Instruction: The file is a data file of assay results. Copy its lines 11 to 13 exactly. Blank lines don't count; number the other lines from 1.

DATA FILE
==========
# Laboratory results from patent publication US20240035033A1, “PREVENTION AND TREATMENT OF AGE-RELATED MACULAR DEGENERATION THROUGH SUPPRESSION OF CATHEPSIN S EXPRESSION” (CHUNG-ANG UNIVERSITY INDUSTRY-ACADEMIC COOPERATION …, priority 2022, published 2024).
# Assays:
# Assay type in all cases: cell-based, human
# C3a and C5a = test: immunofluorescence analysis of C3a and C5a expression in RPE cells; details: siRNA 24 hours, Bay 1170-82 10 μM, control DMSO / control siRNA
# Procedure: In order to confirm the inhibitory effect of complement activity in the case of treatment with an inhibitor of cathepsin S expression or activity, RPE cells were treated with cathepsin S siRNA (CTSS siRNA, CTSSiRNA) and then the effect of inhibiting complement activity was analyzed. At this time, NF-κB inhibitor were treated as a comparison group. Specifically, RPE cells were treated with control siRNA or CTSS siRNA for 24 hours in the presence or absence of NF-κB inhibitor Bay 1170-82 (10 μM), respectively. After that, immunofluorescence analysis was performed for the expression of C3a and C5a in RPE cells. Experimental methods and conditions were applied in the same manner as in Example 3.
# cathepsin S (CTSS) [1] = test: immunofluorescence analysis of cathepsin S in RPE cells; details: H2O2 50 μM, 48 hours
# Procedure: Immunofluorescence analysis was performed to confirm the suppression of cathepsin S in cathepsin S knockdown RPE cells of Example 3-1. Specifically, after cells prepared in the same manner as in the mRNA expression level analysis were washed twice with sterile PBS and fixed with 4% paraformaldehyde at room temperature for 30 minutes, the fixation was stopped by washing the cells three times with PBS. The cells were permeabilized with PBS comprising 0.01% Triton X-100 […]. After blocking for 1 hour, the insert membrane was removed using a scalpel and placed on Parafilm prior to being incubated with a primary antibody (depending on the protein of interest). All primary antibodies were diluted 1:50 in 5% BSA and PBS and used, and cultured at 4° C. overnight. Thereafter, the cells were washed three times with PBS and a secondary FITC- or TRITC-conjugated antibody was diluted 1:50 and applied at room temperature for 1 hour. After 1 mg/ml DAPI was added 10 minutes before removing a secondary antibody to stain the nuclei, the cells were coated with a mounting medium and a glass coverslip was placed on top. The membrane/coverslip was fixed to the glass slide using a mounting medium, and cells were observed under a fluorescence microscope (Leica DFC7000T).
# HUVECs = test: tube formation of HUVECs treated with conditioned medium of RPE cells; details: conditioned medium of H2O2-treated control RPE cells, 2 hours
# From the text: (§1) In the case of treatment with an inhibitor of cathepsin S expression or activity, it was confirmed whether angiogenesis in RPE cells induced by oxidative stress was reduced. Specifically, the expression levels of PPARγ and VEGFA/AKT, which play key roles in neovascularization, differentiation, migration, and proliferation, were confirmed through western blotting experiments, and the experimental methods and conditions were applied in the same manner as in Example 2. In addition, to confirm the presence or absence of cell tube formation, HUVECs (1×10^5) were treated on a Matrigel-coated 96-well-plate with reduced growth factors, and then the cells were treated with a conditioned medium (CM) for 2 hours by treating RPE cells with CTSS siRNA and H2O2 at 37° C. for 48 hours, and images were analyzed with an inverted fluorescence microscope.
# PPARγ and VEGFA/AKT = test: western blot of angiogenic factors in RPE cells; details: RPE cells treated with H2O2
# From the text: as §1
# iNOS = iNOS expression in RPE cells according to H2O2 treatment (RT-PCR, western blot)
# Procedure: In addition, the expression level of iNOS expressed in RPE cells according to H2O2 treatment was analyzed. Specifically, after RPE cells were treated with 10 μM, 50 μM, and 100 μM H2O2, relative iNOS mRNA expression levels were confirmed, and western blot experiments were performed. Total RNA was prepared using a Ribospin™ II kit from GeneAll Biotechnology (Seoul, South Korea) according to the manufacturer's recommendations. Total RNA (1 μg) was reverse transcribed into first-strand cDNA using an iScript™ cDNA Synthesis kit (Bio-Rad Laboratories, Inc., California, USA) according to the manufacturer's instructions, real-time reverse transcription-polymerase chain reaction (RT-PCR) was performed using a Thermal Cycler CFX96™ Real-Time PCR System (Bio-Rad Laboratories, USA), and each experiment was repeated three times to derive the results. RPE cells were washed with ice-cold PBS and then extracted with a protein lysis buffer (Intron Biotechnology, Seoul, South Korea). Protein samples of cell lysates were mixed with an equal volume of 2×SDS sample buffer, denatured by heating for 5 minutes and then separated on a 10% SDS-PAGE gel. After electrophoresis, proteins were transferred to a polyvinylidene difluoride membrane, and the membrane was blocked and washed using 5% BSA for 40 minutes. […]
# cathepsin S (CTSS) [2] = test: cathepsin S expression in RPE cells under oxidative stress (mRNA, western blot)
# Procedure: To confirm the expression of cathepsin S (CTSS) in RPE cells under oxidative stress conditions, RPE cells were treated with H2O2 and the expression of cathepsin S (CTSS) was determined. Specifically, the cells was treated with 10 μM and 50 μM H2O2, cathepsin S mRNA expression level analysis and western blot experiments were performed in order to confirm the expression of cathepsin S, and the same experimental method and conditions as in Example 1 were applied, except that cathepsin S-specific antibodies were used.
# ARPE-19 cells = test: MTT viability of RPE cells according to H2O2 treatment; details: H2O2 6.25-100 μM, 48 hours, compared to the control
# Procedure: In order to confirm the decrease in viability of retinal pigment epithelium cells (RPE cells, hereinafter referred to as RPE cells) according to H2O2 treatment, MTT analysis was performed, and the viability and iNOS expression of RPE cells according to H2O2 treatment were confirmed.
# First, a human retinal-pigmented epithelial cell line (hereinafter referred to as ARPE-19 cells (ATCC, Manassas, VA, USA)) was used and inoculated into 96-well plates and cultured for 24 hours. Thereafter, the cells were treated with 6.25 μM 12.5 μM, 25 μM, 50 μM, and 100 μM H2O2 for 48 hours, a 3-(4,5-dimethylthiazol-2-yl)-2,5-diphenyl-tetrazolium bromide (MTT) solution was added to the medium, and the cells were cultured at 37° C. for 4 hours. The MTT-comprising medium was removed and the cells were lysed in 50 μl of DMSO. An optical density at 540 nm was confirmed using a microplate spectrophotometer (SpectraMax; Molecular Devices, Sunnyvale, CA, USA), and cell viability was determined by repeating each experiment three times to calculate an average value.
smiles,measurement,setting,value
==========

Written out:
# From the text: as §1
# iNOS = iNOS expression in RPE cells according to H2O2 treatment (RT-PCR, western blot)
# Procedure: In addition, the expression level of iNOS expressed in RPE cells according to H2O2 treatment was analyzed. Specifically, after RPE cells were treated with 10 μM, 50 μM, and 100 μM H2O2, relative iNOS mRNA expression levels were confirmed, and western blot experiments were performed. Total RNA was prepared using a Ribospin™ II kit from GeneAll Biotechnology (Seoul, South Korea) according to the manufacturer's recommendations. Total RNA (1 μg) was reverse transcribed into first-strand cDNA using an iScript™ cDNA Synthesis kit (Bio-Rad Laboratories, Inc., California, USA) according to the manufacturer's instructions, real-time reverse transcription-polymerase chain reaction (RT-PCR) was performed using a Thermal Cycler CFX96™ Real-Time PCR System (Bio-Rad Laboratories, USA), and each experiment was repeated three times to derive the results. RPE cells were washed with ice-cold PBS and then extracted with a protein lysis buffer (Intron Biotechnology, Seoul, South Korea). Protein samples of cell lysates were mixed with an equal volume of 2×SDS sample buffer, denatured by heating for 5 minutes and then separated on a 10% SDS-PAGE gel. After electrophoresis, proteins were transferred to a polyvinylidene difluoride membrane, and the membrane was blocked and washed using 5% BSA for 40 minutes. […]